The Psoas Major: A Major Player In Back Pain

Have you ever had back pain or know someone who has? If so, this post is for you, my friends!

There are many muscles that could cause back issues, but today I’m going to focus on just one, that being the psoas major; mainly because I’ve come across too many new clients whom never had them treated before… And this surprises me. Another reason is because I’ve noticed that many people think that only back muscles should treated because it’s their “back that hurts”. Believe it or not though, there are muscles in the front of our body that have an effect on back pain as well. Before I go on though, let’s go over the anatomy…

THE ANATOMY (per Tortora & Derrickson, 11th edition)
Origin: Transverse processes and bodies of lumbar vertebrae.
Insertion: With iliacus into lesser trochanter of femur.
Action: Psoas major and iliacus, acting together, flex thigh at hip joint, rotate thigh laterally, and flex trunk on the hip.
Innervation: Lumbar spinal nerves L2-L3.

NOTE: Some people refer to this muscle as the “iliopsoas” because the psoas major and iliacus share a common tendon and end-point, but they are in-fact two separate muscles, which is why I’m only going to refer to the psoas; however, they do work in-conjunction, in some circumstances.

The function of the psoas is to increase flexion of the thigh at the hip. It can either bring the femur towards the spine or the spine towards the femur; just depends on what movement is taking place. An example of when it would be active—or contracting—is when you swing your leg forward during walking or running. The psoas is also a strong lateral flexor and stabilizer of the vertebral column (ipsilaterally—same side); as in when you bend to one side or the other.

How do you know when the psoas could be influencing back pain? Well, let me share a few examples—which also happen to be indicators for treatment—with you…

  • You have back pain when lying on your back; without a pillow under your knees
  • You have back pain that is vertical, but is relieved when in the reclining position
  • You have difficulty straightening after prolonged sitting

Taking it one step further, let me share some additional indicators for treatment with you…

  • An increase—or possible decrease—in your lordotic curve
  • You stand with your weight off the affected psoas side
  • You have unexplained pelvic floor pain (neural entrapment issues)
  • You have rotational distortions of the spine (Scoliosis)
  • You have groin pain

Please keep in mind that muscles have synergists and antagonists, so even though you have this information at your fingertips, there are other muscles not mentioned in this post that can cause a person pain and dysfunction in the back; anywhere in the body, really.

As always, I hope you find this information to be informative!

IMPORTANT NOTE: The psoas is a deep muscle in the abdominal area and great caution should be of utmost concern when treating this muscle. I mention this because of the possible presence of an AAA—Abdominal Aortic Aneurysm—which would be a serious contraindication for treatment, due to the fact that it could have potentially disastrous consequences.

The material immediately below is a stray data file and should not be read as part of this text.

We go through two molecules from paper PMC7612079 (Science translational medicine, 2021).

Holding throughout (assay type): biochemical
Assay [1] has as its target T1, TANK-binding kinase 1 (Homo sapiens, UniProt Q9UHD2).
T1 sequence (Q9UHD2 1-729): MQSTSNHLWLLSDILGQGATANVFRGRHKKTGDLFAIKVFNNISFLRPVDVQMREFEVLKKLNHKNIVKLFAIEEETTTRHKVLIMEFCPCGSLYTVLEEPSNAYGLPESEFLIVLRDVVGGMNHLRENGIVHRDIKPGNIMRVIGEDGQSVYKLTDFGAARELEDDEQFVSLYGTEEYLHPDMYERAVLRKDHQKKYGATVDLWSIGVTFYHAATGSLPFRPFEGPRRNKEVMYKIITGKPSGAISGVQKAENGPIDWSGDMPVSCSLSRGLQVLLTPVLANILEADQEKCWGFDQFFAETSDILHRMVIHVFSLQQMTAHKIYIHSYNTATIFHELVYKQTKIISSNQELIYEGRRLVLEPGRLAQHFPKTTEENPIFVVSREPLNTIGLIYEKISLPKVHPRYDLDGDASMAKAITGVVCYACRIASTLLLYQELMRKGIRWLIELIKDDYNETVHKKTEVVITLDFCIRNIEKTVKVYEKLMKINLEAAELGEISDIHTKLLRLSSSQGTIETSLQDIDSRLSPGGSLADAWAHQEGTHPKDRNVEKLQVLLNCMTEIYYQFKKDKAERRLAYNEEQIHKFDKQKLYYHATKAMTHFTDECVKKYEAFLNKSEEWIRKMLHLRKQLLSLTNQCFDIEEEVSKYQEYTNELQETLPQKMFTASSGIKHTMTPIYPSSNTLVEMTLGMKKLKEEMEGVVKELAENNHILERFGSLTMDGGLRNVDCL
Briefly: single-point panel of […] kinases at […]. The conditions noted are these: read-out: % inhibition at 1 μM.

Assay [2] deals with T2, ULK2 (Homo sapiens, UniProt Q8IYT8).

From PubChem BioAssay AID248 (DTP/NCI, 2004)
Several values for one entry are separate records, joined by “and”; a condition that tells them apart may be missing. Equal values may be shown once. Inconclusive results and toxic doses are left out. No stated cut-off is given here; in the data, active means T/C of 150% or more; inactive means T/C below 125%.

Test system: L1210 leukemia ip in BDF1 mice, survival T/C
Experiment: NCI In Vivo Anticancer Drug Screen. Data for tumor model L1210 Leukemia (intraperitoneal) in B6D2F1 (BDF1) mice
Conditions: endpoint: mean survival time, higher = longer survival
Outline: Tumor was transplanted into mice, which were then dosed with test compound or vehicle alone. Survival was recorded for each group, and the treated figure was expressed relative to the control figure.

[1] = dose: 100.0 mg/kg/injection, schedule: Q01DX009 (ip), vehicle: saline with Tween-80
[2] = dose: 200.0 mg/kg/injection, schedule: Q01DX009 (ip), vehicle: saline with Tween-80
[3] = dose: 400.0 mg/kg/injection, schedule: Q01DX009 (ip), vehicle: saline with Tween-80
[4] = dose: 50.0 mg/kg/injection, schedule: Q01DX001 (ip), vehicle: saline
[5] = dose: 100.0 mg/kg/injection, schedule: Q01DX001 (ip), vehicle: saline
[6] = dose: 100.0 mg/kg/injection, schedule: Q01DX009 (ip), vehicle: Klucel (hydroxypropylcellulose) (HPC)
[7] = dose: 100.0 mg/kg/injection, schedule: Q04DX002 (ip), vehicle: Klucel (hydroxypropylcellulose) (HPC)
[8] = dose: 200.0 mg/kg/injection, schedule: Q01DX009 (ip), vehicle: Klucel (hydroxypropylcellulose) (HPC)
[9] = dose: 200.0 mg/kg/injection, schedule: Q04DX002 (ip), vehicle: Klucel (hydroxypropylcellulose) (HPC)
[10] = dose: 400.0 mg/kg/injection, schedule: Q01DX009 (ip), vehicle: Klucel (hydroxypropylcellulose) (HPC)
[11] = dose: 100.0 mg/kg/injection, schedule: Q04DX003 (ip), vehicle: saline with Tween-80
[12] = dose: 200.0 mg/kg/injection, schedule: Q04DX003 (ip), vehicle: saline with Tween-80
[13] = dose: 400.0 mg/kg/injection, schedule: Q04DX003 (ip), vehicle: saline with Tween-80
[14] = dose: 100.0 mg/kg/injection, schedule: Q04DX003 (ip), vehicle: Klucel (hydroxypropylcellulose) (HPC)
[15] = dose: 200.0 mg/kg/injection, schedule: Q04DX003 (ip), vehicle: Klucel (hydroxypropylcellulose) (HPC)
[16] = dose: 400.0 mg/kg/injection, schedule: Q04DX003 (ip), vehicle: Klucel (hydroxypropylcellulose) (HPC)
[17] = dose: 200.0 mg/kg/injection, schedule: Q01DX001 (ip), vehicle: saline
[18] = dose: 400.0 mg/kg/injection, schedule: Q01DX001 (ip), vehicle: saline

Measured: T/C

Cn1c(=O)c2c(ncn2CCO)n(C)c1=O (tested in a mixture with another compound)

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“Neutral balance alignment is key to becoming pain free!”™ ~ Me

The Infraspinatus Muscle

In my last post, Trigger Points (TrP’s) In Detail, I briefly mentioned a TrP in the infraspinatus and thought I would go ahead and write about this muscle more thoroughly since it is a big player with shoulder issues.

THE ANATOMY (per Tortora & Derrickson, 11th edition)
Origin: Infraspinous fossa of scapula.
Insertion: Greater tubercle of humerus.
Action: Laterally rotates and adducts arm at shoulder joint.
Innervation: Suprascapular nerve.

The infraspinatus is one of the four deep muscles that join the scapula to the humerus. The four tendons merge together to form the rotator cuff. The rotator cuff strengthens and stabilizes the shoulder joint and is comprised of the supraspinatus, infraspinatus, teres minor, and subscapularis; think S-I-t-S (small “t” representing the teres minor–not major).

The prime function of the infraspinatus is to decelerate forward motion of the humerus. Repetitive movements with the arm in over-the-head positions—such as in throwing a baseball, a tennis serve, spiking a volleyball, and swimming—can result in injuries. This happens because much of the work of the infraspinatus is done in eccentric contraction. Eccentric contraction is when the muscle fibers lengthen during contraction… More on muscle contractions in my next post.

Great info, Nicole, but how does one know if the infraspinatus needs some TLC from a CPNMT (Certified Precision Neuromuscular Therapist)?

LOL! That last sentence is so ridiculous. 🙂

Well, some general indicators for treatment could include, but are not limited to:
1) Difficulty brushing or combing your hair;
2) Inability to sleep on your side at night;
3) Inability to reach behind your back and touch the opposite shoulder blade.

There are other—more medical—indicators for treatment, which is why I recommend contacting myself or another CPNMT for an evaluation if you are experiencing problems within the shoulder girdle.

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“Neutral balance alignment is key to becoming pain free!”™ ~ Me